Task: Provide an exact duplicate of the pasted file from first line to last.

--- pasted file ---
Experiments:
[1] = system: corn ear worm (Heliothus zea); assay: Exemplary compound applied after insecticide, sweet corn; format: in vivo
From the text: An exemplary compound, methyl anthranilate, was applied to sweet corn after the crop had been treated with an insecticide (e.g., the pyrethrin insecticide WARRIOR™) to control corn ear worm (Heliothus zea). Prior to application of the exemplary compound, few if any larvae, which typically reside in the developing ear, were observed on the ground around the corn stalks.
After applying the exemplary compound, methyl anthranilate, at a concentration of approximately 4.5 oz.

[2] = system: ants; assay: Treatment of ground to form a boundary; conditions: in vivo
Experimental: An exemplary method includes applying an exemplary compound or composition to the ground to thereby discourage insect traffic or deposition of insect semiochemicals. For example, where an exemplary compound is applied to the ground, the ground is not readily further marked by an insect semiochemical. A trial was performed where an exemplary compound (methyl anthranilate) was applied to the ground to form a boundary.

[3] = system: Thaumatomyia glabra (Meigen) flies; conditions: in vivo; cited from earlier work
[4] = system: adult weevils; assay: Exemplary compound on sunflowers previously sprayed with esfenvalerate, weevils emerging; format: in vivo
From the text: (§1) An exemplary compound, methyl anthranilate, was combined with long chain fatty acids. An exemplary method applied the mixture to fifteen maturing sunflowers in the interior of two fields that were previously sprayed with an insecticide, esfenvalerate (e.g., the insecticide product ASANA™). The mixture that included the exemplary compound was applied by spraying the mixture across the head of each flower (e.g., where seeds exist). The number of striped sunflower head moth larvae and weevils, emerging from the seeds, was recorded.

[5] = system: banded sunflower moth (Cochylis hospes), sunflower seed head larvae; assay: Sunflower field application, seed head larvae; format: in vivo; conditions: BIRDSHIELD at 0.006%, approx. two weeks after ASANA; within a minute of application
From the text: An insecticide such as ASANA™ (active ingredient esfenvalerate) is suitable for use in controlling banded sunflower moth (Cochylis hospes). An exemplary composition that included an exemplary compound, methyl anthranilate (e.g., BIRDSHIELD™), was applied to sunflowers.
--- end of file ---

Experiments:
[1] = system: corn ear worm (Heliothus zea); assay: Exemplary compound applied after insecticide, sweet corn; format: in vivo
From the text: An exemplary compound, methyl anthranilate, was applied to sweet corn after the crop had been treated with an insecticide (e.g., the pyrethrin insecticide WARRIOR™) to control corn ear worm (Heliothus zea). Prior to application of the exemplary compound, few if any larvae, which typically reside in the developing ear, were observed on the ground around the corn stalks.
After applying the exemplary compound, methyl anthranilate, at a concentration of approximately 4.5 oz.

[2] = system: ants; assay: Treatment of ground to form a boundary; conditions: in vivo
Experimental: An exemplary method includes applying an exemplary compound or composition to the ground to thereby discourage insect traffic or deposition of insect semiochemicals. For example, where an exemplary compound is applied to the ground, the ground is not readily further marked by an insect semiochemical. A trial was performed where an exemplary compound (methyl anthranilate) was applied to the ground to form a boundary.

[3] = system: Thaumatomyia glabra (Meigen) flies; conditions: in vivo; cited from earlier work
[4] = system: adult weevils; assay: Exemplary compound on sunflowers previously sprayed with esfenvalerate, weevils emerging; format: in vivo
From the text: (§1) An exemplary compound, methyl anthranilate, was combined with long chain fatty acids. An exemplary method applied the mixture to fifteen maturing sunflowers in the interior of two fields that were previously sprayed with an insecticide, esfenvalerate (e.g., the insecticide product ASANA™). The mixture that included the exemplary compound was applied by spraying the mixture across the head of each flower (e.g., where seeds exist). The number of striped sunflower head moth larvae and weevils, emerging from the seeds, was recorded.

[5] = system: banded sunflower moth (Cochylis hospes), sunflower seed head larvae; assay: Sunflower field application, seed head larvae; format: in vivo; conditions: BIRDSHIELD at 0.006%, approx. two weeks after ASANA; within a minute of application
From the text: An insecticide such as ASANA™ (active ingredient esfenvalerate) is suitable for use in controlling banded sunflower moth (Cochylis hospes). An exemplary composition that included an exemplary compound, methyl anthranilate (e.g., BIRDSHIELD™), was applied to sunflowers.